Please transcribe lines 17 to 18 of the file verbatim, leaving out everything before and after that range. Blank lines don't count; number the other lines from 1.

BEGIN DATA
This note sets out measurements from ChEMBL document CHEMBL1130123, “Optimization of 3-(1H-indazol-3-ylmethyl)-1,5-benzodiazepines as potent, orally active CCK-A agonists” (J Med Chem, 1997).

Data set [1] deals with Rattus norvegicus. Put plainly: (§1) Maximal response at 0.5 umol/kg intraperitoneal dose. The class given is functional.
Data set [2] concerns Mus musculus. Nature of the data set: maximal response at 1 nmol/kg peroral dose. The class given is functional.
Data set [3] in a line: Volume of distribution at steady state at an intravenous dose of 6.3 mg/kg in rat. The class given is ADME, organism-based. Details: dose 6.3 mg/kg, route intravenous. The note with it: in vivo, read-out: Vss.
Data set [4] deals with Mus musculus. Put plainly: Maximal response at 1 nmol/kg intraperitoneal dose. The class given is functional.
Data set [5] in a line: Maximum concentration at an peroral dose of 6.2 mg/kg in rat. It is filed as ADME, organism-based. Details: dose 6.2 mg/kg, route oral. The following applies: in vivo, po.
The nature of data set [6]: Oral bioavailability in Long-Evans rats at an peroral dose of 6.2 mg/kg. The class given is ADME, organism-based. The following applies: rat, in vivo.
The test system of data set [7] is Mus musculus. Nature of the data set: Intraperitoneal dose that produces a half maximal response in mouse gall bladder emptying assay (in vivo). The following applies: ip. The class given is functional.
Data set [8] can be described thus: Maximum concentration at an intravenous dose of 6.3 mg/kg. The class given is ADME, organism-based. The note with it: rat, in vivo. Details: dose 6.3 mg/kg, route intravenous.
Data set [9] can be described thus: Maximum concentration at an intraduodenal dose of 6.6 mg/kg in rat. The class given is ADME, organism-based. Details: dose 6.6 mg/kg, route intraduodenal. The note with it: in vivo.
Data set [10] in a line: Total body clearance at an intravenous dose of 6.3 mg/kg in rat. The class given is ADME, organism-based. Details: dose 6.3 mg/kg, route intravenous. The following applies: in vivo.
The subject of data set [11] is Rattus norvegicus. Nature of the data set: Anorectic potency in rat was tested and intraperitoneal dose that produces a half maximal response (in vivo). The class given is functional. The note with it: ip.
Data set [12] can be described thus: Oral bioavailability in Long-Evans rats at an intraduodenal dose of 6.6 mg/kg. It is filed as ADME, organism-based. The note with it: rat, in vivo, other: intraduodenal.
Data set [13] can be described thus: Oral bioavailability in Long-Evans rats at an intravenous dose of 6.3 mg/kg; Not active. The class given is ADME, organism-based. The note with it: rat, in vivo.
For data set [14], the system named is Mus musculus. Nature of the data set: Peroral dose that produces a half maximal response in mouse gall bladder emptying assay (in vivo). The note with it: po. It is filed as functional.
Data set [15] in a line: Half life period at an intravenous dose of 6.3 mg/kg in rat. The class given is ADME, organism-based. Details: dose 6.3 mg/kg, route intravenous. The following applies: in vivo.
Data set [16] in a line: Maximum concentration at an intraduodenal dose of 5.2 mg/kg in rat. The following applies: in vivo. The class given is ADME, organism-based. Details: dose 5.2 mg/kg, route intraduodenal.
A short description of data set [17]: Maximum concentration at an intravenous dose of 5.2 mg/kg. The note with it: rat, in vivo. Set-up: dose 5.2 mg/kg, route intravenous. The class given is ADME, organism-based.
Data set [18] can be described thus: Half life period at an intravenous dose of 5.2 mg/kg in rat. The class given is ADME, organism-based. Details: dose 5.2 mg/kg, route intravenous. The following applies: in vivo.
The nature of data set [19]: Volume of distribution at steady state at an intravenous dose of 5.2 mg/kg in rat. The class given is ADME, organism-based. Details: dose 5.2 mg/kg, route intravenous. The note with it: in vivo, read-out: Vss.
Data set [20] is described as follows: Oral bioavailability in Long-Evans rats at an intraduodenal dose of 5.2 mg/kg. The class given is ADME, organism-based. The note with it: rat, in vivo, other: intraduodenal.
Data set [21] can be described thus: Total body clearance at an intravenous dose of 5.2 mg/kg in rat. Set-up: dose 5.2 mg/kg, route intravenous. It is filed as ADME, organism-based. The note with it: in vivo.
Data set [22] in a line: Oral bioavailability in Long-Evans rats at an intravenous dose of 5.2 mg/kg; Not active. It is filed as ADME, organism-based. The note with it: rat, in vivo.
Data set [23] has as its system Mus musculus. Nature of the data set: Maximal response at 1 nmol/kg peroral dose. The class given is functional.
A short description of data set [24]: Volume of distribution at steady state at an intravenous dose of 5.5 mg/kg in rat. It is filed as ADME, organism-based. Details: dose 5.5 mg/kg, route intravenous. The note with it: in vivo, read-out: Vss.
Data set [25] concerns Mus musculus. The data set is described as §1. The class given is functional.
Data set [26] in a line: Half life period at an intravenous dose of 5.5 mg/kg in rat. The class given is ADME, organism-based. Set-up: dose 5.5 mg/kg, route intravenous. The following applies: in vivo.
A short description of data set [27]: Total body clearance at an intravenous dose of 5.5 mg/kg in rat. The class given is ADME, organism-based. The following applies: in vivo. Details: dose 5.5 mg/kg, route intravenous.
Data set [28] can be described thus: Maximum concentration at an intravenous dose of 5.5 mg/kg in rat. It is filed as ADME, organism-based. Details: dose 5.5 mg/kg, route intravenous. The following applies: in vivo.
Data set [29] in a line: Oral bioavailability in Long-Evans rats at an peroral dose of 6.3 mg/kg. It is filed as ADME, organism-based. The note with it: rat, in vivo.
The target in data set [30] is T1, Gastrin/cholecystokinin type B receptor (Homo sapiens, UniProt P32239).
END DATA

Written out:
Data set [16] in a line: Maximum concentration at an intraduodenal dose of 5.2 mg/kg in rat. The following applies: in vivo. The class given is ADME, organism-based. Details: dose 5.2 mg/kg, route intraduodenal.
A short description of data set [17]: Maximum concentration at an intravenous dose of 5.2 mg/kg. The note with it: rat, in vivo. Set-up: dose 5.2 mg/kg, route intravenous. The class given is ADME, organism-based.